Barock Project - Time Voyager

Barock Project – Time Voyager

The long awaited new Barock Project, Time Voyager, has finally materialised from Italy, five years since their well-received Seven Seas release. Purveyors of high class, ornate melodic progressive rock, Barock Project, have delivered another intoxicating blend of musical influences, intricate ear worm melodies and thrilling rock passages.

Barock Project have shared that “Time Voyager is a journey through the folds of time; songs are like doors that swing open into unknown dimensions, traveling through the darkness of the past and the uncertainty of the future. In our album, time is not just a straight line, but an intricate labyrinth of endless possibilities.

That is an ambitious sounding concept for Barock Project which they successfully achieve with an elaborate set of varied songs, ranging over the different eras of the ‘Time Voyager’ with varied styles indicating the changes in era. Talking about the passage of Time, it has been a long time since their last album in 2019 (partly due to the inevitable pause for the pandemic), but in this beautifully crafted album you can hear the considerable time and thought put into imaginatively creating these songs. Barock Project’s main man Luca Zabbini has definitely not been idle in that period. He contributed to the P.F.M. album I Dreamed of Electric Sheep (based on Bladerunner) in 2020 and then joined the P.F.M. touring band on keyboards, rhythm guitar and backing vocals in 2022 so they certainly keep him busy. It is testament to Zabbini’s skill and quality that he has been welcomed into the fold of that legendary Italian progressive band.

A suitably baroque orchestral intro opens the overture-like Carry On, which explodes into an exuberant keyboard led rock passage with dashes of flute sounds. Marco Mazzuoccolo chimes in with an exhilarating electric guitar led mid-section as the band weave in different instruments with aplomb. After a brief orchestral interlude, the whole band return forcefully with a muscular guitar and keyboard section fizzing effervescently, before a softer coda with harmony vocals… but the same theme is picked up in the staccato rhythm and sparkle of Summer Set You Free. Eric Ombelli drives the beat on deftly with some cracking drums as the flute sounds and keyboards give this piece an Eastern feel. Both of these opening songs are a real show case for the talented vocals of Alex Mari, with a hint of Saga singer, Michael Sadler. Mazzuoccolo and Zabbini throw in some typically flamboyant guitar and keyboard passages as this piece rolls on. As an opening couplet of songs Carry On and Summer Set You Free really set the bar very high, and set the agenda for some captivating music. A serpentine synth line cues in the complex but concise An Ordinary Day’s Odyssey which sweeps along in the first half before giving away to a delicate piano interlude and some sensitive vocals from Alex Mari.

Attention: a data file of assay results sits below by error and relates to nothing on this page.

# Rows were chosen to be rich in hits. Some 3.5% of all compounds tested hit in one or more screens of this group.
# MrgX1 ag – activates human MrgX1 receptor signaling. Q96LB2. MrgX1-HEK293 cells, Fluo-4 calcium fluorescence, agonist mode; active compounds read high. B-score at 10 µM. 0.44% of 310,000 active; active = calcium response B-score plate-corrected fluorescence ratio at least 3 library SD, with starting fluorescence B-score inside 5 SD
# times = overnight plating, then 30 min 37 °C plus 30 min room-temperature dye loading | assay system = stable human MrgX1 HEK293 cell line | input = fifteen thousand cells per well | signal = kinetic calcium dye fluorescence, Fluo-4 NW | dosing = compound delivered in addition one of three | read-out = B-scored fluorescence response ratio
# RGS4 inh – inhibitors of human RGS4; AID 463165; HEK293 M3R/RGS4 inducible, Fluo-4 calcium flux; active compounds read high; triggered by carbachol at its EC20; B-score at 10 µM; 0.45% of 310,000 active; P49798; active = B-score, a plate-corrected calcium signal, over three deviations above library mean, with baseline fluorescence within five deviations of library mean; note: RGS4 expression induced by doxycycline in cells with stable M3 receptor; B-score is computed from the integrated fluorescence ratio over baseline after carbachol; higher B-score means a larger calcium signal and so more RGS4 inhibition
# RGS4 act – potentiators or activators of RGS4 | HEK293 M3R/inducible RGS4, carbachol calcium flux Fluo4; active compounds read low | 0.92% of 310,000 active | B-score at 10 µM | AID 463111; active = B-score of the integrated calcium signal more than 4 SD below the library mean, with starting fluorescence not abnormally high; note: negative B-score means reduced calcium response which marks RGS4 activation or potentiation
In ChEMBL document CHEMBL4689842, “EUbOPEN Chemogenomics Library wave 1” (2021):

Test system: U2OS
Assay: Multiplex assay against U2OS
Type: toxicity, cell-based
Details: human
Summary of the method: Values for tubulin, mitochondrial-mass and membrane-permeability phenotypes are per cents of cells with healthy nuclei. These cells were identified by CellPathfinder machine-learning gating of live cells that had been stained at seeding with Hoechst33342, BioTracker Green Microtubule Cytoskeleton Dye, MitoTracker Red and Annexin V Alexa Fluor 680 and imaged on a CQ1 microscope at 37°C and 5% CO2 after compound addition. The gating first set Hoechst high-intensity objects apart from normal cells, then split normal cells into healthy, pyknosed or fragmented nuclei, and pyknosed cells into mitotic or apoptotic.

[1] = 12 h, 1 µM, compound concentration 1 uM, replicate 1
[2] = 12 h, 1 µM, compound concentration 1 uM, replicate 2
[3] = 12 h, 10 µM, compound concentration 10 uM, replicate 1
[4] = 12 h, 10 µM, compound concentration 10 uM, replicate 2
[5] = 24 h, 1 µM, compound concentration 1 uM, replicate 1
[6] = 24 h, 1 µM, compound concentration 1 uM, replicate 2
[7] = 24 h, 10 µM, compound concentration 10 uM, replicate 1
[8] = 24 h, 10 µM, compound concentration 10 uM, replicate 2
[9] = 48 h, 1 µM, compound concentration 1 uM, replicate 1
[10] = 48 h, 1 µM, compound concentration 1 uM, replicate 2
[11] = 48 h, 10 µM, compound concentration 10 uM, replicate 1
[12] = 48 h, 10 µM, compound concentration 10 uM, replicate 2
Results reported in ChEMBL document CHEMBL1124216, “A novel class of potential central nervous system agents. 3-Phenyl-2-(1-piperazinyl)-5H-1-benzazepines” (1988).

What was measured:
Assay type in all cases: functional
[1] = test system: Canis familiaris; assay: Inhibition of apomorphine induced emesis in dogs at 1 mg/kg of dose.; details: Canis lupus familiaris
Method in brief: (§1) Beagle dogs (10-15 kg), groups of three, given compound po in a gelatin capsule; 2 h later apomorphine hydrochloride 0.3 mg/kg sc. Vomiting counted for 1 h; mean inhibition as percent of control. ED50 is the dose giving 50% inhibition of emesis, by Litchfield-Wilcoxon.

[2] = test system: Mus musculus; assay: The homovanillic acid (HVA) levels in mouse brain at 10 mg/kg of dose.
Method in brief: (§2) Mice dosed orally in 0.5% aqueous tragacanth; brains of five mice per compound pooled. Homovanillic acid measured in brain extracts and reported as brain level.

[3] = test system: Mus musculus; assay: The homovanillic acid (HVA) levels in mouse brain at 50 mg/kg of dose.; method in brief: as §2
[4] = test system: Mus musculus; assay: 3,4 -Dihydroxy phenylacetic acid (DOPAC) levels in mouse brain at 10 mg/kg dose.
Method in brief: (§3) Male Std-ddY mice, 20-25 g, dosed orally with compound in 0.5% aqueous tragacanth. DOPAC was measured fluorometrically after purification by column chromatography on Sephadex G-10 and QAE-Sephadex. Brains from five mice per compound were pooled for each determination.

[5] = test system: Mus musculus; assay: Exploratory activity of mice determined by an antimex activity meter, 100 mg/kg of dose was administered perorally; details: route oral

The time travelling nature of this album is displayed to dramatic effect on the superb maritime rock sea shanty of The Lost Ship Tavern. The opening sounds of a tavern along with the use of a violin evokes the sea shanty, swashbuckling atmosphere. A Jethro Tull like guitar break is great fun and the organ work is outstanding – simply one of the best songs on the album. Barock Project premiered this new song at their most recent U.K. gigs at Trading Boundaries in November 2023, and this exciting, evocative number had a few fans (including this reviewer’s wife!) on their feet dancing to this prog-folk jig. (Dancing at a Prog gig – whatever next?!!!).

Later on Barock Project take us on the more contemplative Morning Train, arriving at our platform on a bed of gentle piano and vulnerable sounding vocals. The whole band board the train in a more assertive recapitulation of the opening theme. A more grandiose mid-section welcomes aboard a Queen like guitar break and an orchestrated playful nursery rhyme like section… Barock Project seem willing to throw anything into the melting pot to great effect. The song picks up speed greatly in the latter section when it feels like the Morning Train has become an express, or even an out of control vehicle, before another Queen like fanfare of guitars bring it to an end.

Luca Zabbini has shared that:

Time Voyager embarks on a conceptual journey unlike any of our previous albums, as we explore the notion of “a voyage to tour temporal wrinkles.” This concept was born from a collective desire within the band to delve deeper into the intricacies of time, memory, and introspection, while also paying homage to our musical roots and evolution as the Barock Project.

This desire to explore their musical roots has impelled the band into some different musical avenues on this album, nowhere more so than on Propaganda, which opens jazzily with Manuel Caliumi’s sultry saxophones. The tempo picks up with the whole band swaggering along with a hint of funk provided by some great bass from the multi-talented Zabbini again. There’s a hint of Hall and Oates, particularly on the harmony vocals of the chorus, and there may even be hints of Steely Dan – this is not a Barock Project with which I am familiar, but it’s great to hear them explore other music with such style.